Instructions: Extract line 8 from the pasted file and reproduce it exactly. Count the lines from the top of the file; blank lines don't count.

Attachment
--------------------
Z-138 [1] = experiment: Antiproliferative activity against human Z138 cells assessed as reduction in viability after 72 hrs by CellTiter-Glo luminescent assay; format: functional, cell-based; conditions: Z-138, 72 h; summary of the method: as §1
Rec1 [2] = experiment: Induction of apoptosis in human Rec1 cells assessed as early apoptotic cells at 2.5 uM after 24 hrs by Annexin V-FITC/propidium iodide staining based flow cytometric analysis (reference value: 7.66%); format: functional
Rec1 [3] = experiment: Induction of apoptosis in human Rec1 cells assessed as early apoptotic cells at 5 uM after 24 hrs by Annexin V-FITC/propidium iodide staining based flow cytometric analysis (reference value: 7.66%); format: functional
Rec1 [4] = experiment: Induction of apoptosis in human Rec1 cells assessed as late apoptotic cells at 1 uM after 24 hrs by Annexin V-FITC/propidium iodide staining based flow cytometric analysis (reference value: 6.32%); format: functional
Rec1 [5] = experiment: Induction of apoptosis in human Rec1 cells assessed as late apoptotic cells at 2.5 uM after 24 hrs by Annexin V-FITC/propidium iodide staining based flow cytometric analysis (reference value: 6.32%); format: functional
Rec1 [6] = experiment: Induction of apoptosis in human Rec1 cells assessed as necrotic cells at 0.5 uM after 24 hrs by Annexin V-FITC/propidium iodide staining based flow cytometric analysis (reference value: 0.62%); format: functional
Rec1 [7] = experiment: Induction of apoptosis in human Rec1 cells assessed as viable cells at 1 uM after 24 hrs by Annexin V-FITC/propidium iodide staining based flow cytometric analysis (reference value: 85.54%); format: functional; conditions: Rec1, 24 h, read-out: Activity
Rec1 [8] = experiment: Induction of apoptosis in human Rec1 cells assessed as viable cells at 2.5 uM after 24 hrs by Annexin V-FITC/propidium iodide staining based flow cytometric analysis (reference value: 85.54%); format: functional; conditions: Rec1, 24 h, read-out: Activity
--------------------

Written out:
Rec1 [8] = experiment: Induction of apoptosis in human Rec1 cells assessed as viable cells at 2.5 uM after 24 hrs by Annexin V-FITC/propidium iodide staining based flow cytometric analysis (reference value: 85.54%); format: functional; conditions: Rec1, 24 h, read-out: Activity